A rather quirky Buddhist organization has taken the distasteful, and I must assume dishonest, step of making claims about Steve Job’s rebirth. Many people only became aware that the Apple leader was a BUddhist when he died last year after a prolonged battle with cancer.
According to the Wall Street Journal, the Dhammakaya Group in Thailand is now claiming that “Mr. Jobs has been reincarnated as a celestial warrior-philosopher .. and he’s living in a mystical glass palace hovering above his old office at Apple’s Cupertino, California headquarters.”
The WSJ pointed out that the widespread grief many felt after Jobs’ passing took an odd form, when some of hisadmirers in Malaysia “gathered on a tropical island and in a religious ceremony each took a bite from an apple before flinging the fruit into the sea in a bid to speed up his reincarnation.”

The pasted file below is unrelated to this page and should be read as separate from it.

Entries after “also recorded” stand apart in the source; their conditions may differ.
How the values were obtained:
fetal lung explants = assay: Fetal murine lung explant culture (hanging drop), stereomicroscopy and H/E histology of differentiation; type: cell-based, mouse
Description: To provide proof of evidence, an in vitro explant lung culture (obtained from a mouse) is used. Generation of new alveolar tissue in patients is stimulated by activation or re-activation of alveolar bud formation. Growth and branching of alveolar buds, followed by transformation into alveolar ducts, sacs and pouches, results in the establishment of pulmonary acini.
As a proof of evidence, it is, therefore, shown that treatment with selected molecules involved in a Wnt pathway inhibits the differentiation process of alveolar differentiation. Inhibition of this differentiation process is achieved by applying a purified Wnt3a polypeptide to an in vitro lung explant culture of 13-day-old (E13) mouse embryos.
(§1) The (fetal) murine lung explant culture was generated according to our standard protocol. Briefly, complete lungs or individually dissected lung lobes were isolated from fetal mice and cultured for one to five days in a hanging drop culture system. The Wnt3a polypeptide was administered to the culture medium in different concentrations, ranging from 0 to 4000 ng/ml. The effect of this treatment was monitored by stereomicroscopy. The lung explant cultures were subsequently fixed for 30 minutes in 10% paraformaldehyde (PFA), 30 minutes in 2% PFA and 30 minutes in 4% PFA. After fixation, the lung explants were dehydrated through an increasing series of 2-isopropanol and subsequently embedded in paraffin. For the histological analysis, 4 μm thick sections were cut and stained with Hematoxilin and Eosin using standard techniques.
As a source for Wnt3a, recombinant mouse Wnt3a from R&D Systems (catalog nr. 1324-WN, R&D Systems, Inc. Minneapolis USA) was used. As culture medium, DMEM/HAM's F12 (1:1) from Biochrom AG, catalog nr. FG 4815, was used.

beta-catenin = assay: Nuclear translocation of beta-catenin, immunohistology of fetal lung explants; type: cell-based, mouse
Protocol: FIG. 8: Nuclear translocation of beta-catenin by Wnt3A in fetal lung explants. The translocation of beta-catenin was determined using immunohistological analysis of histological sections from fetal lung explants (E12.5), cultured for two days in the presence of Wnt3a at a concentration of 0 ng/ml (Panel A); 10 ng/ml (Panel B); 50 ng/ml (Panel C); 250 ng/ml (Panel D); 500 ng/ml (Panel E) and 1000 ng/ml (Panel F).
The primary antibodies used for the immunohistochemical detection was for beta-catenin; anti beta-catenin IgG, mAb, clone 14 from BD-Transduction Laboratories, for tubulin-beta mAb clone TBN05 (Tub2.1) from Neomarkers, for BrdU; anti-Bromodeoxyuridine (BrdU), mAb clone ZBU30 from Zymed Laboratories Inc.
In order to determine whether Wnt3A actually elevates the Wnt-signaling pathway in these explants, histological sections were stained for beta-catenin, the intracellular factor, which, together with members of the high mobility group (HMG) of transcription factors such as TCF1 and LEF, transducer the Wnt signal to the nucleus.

Now, over in Thailand, Phra Chaibul Dhammajayo, who is the abbot at the Dhammakaya Temple north of Bangkok, is claiming that Mr. Jobs has already been reborn.
“After Steve Jobs passed away, he was reincarnated as a divine being with a special knowledge and appreciation for science and the arts,” the Dhammakaya leader said in the first of a series of sermons beamed to hundreds of thousands of the group’s followers around the world.
The WSJ charitably notes that “Phra Chaibul’s claims are impossible to corroborate.” it seems reasonable to assume that they are, in fact, either fabrications or delusions.
It also notes that Chaibul has faced criticism for his claims, which have been accused of being part of a fundraising campaign. Sadly, that sounds about right. I have to say that Dhammakaya’s claims smack of an attempt to profit from the death of a prominent Buddhist.
It is salutary for us to remember that the Buddhist world is not as “pure” as we sometimes might like to think it is.
“..the Buddhist world is not as “pure” as we sometimes might like to think it is.” I’m sure that the Buddhist world has just as many crackpots and charlatans as any other movement. There will always be charismatic figures ready to exploit the naive and needy for self promotion or profit. This applies equally to our own western culture as it does to those in Asia and the Far East.